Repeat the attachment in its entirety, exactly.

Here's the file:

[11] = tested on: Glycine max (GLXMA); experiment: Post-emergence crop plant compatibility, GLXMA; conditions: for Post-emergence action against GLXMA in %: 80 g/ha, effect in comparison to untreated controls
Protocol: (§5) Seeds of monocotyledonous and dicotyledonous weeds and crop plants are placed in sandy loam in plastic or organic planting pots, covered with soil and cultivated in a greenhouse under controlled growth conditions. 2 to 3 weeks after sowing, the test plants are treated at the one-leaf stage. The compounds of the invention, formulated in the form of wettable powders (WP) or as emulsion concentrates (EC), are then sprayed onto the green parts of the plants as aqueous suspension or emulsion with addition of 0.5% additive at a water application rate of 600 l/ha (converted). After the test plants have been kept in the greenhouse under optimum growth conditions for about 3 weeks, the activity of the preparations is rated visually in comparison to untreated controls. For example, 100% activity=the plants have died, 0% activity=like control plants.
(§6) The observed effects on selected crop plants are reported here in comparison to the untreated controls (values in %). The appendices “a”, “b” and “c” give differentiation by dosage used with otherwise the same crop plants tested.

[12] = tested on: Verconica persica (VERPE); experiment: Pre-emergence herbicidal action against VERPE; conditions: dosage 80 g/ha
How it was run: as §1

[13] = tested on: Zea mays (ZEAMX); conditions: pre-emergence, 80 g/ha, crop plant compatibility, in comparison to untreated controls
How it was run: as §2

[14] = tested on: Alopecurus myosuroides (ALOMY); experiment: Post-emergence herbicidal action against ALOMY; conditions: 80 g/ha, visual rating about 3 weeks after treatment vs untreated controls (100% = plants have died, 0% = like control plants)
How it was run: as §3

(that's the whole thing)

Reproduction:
[11] = tested on: Glycine max (GLXMA); experiment: Post-emergence crop plant compatibility, GLXMA; conditions: for Post-emergence action against GLXMA in %: 80 g/ha, effect in comparison to untreated controls
Protocol: (§5) Seeds of monocotyledonous and dicotyledonous weeds and crop plants are placed in sandy loam in plastic or organic planting pots, covered with soil and cultivated in a greenhouse under controlled growth conditions. 2 to 3 weeks after sowing, the test plants are treated at the one-leaf stage. The compounds of the invention, formulated in the form of wettable powders (WP) or as emulsion concentrates (EC), are then sprayed onto the green parts of the plants as aqueous suspension or emulsion with addition of 0.5% additive at a water application rate of 600 l/ha (converted). After the test plants have been kept in the greenhouse under optimum growth conditions for about 3 weeks, the activity of the preparations is rated visually in comparison to untreated controls. For example, 100% activity=the plants have died, 0% activity=like control plants.
(§6) The observed effects on selected crop plants are reported here in comparison to the untreated controls (values in %). The appendices “a”, “b” and “c” give differentiation by dosage used with otherwise the same crop plants tested.

[12] = tested on: Verconica persica (VERPE); experiment: Pre-emergence herbicidal action against VERPE; conditions: dosage 80 g/ha
How it was run: as §1

[13] = tested on: Zea mays (ZEAMX); conditions: pre-emergence, 80 g/ha, crop plant compatibility, in comparison to untreated controls
How it was run: as §2

[14] = tested on: Alopecurus myosuroides (ALOMY); experiment: Post-emergence herbicidal action against ALOMY; conditions: 80 g/ha, visual rating about 3 weeks after treatment vs untreated controls (100% = plants have died, 0% = like control plants)
How it was run: as §3